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In search of political prisoners: A dialogue with Padraic Kenney

States around the world imprison people for their beliefs or politically-motivated actions. Oppositional movements of all stripes celebrate their comrades behind bars. Yet they are more than symbols of repression and human rights. Padraic Kenney discusses his new book, Dance in Chains: Political Imprisonment in the Modern World, which seeks to find universal answers to questions about the meaning and purpose of imprisonment.

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A brief history of libel

At a Cambridge court hearing in 1584, Margery Johnson reported that she heard Thomas Wylkinson refer to “the said Jane Johnson thus ‘A pox of God on thee, bitch fox whore, that ever I knew thee.’” If Wylkinson indeed called down such a curse on Jane, he was guilty not of libel, but of slander, a verbal attack on another person. Libel, in contrast, is defined as defamation by written or printed words, pictures, or in any form other than by spoken words or gestures.

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Screen

Communist laughter

“History is thorough and passes through many stages while bearing an ancient form to its grave.” So wrote Karl Marx in 1843, as he reflected on the collapse of Germany’s old regime whilst looking toward a revolutionary horizon. “The last phase of a world-historical form,” he adds, “is its comedy.” According to Marx, comedy has revolutionary value in that it allows us to part happily with the superannuated ways of the past.

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Advance care planning: an illusion of choice?

Over the last decade or so, patients have been encouraged to think ahead, and make clear their wishes and plans for a time when illness may render them unable to makes decisions about their care for themselves. This process we know as Advance Care Planning (ACP). Intuitively, as a hospice physician trained in Palliative Medicine, ACP seems to me like a good thing to do, with those patients who are willing to do it.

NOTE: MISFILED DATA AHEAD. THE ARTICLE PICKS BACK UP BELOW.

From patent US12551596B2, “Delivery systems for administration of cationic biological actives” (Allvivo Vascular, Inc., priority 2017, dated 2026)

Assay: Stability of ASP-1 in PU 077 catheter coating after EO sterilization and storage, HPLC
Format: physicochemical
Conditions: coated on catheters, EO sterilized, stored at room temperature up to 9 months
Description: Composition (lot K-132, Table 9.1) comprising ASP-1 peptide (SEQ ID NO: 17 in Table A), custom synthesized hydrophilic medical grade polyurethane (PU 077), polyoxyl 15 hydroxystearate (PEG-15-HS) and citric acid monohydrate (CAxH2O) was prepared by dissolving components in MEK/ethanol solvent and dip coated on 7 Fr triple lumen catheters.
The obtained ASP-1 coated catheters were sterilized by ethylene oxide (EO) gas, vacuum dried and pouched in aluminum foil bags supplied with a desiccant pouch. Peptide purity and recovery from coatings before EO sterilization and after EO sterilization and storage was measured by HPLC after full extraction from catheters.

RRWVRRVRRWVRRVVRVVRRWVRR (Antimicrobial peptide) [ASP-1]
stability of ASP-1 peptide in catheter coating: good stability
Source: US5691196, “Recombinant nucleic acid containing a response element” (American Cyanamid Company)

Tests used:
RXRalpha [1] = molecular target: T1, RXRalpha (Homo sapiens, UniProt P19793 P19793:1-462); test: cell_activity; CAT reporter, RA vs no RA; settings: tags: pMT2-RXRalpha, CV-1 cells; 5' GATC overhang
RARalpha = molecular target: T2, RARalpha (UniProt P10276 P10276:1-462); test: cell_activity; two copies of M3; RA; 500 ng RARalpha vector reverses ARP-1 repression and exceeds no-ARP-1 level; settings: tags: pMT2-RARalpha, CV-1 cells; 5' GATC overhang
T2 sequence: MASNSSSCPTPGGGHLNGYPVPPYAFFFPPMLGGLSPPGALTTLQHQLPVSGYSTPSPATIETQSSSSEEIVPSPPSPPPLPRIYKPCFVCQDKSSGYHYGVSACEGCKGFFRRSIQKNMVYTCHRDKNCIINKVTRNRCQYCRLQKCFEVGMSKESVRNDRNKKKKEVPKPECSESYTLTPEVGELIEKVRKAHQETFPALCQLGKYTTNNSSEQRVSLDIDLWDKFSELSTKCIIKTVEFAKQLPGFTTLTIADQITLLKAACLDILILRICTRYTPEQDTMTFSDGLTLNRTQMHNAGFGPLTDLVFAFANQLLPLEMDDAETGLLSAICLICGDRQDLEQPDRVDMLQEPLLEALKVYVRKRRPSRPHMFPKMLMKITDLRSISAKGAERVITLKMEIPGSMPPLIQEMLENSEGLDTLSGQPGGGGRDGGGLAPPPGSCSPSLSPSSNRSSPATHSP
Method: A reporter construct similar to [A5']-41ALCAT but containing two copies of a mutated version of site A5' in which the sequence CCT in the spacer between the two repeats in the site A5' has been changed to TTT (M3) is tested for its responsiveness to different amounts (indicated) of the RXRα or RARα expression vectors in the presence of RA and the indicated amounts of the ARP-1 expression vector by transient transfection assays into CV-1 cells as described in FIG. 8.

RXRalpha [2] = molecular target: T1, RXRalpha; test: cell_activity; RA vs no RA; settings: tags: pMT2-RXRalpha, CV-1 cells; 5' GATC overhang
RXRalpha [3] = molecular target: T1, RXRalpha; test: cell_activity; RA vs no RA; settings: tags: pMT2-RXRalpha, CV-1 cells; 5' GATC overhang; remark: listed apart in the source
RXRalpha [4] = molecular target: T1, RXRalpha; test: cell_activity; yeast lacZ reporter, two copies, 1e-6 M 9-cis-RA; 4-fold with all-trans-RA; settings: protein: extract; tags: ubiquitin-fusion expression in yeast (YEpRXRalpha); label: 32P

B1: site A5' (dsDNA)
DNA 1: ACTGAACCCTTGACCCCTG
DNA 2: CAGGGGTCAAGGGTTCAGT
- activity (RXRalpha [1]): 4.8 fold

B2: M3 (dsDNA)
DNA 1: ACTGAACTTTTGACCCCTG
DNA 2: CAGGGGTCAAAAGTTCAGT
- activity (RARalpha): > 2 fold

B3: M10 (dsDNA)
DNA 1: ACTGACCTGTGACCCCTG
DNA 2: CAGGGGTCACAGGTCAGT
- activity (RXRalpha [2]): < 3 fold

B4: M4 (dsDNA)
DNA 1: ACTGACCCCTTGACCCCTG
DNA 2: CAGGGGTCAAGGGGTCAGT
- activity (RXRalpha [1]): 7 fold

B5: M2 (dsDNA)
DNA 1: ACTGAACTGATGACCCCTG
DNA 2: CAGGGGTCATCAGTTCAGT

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The changing nature of retirement

Whether you are approaching retirement, or are a few years or decades away from thinking about leaving the workforce, it is likely that you will be affected by the changing nature of retirement. Maybe it’s not your own retirement that is on the forefront of your mind, but your spouse or partner’s. Perhaps your parent or another family member is trying to navigate the complexities of their pension, all the while trying to decide whether and how to retire.

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Strangest things: The peculiar Byzantine Empire [quiz]

From stories of saints and relics to the (not-so) mundane traditions of daily life, Byzantium has long been regarded as one of history’s most curious civilizations. Rising from the rubble of the Roman Empire, this complex Christian society was a birthplace of literature, art, and architecture. How much do you know about Byzantine culture?

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Philosophy: Eternal topics, evolving questions

Philosophers are famous for disagreeing on the issues that interest them. Is morality objective? Is the mind identical to the body? Are our actions free or determined? Some professional philosophers will say no to these questions—but an almost equal number will say yes. Moreover, empirical data bears this out.

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10 fascinating facts about Lucha Libre

Over the course of the 20th century, Lucha Libre—or professional wrestling—has become a stable of urban Mexican culture. Dating back all the way to the 1800s, professional wrestling has become a distinctly national rendition of an imported product. Within the past 20 years, it has gained international acclaim for its distinctive style: an incredible acrobatic ring style and the highly recognizable masks.